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COVID-19: Early evening curfews and mobility

Velias, A., Georganas, S. & Vandoros, S. (2021). COVID-19: Early evening curfews and mobility. Social Science & Medicine, 292, 114538. doi: 10.1016/j.socscimed.2021.114538


During the COVID-19 pandemic, some countries introduced early evening curfews. Several studies try to measure the effectiveness of such measures across different countries, but disentangling competing effects can be elusive. We examined the impact of an early evening curfew on mobility by studying a shift in curfews from 9pm to 6pm in Greece using Google mobility data. We followed a difference-in-differences (DiD) econometric approach, where we compared trends in mobility in residential spaces as well as groceries and pharmacies, before and after the introduction of the 6pm curfew in Attica with trends in three other comparable Regions. We found little or no evidence of an effect of the early curfew on daily mobility relating to groceries and pharmacies, and that an 18.75% reduction in hours where people were allowed to leave home led to a relatively small increase in time spent in residential spaces. This less-than-proportionate reduction in mobility outside the household suggests a possibility that the curfew led to more people coinciding in indoor public spaces, such as grocery shops - which constitutes a contagion risk factor. Results should be treated with caution, especially with regards to the magnitude of any effect, as Google mobility data do not report the time of the day, so the time density of activities cannot be estimated. Lockdowns and other measures are necessary to tackle Covid-19, but it is important to avoid substitution by activities that contribute further to spreading the virus. Interventions should therefore be based on a thorough analysis of human behaviour.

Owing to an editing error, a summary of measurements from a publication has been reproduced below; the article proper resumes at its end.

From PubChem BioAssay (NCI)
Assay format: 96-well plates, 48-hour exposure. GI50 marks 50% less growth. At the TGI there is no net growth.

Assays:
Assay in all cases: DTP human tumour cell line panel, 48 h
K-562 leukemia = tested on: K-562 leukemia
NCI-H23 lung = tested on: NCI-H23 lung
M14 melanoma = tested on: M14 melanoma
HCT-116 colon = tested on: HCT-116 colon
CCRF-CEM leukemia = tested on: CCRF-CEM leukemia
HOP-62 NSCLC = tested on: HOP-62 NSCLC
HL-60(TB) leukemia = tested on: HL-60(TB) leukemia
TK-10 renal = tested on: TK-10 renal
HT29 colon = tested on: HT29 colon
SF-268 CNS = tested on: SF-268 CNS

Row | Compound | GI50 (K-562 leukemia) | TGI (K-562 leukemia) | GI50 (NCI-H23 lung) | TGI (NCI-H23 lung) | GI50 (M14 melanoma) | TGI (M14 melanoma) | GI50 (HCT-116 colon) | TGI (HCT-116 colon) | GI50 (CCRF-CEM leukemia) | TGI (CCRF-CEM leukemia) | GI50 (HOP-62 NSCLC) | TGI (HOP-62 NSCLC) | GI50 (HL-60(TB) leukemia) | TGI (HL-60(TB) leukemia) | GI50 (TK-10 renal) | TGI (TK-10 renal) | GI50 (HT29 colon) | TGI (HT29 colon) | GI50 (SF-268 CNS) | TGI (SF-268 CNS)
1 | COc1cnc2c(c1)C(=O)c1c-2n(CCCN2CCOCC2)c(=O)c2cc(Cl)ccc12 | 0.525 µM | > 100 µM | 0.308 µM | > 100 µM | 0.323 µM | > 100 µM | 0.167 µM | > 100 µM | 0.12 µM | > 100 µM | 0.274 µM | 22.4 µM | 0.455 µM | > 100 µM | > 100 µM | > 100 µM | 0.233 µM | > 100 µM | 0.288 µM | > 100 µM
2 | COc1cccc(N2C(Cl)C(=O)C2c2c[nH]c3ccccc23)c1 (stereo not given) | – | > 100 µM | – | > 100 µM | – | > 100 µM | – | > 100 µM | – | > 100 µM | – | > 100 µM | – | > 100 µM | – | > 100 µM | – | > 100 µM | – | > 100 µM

Publication Type: Article
Additional Information: © 2021. This article has been published in Social Science & Medicine by Elsevier, doi: This manuscript version is made available under the CC-BY-NC-ND 4.0 license
Publisher Keywords: Covid-19, Mobility, Curfews, Non-pharmaceutical interventions, Substitution
Subjects: H Social Sciences > HB Economic Theory
R Medicine > RA Public aspects of medicine > RA0421 Public health. Hygiene. Preventive Medicine
Departments: School of Policy & Global Affairs > Economics
Text - Accepted Version
Available under License Creative Commons Attribution Non-commercial No Derivatives.

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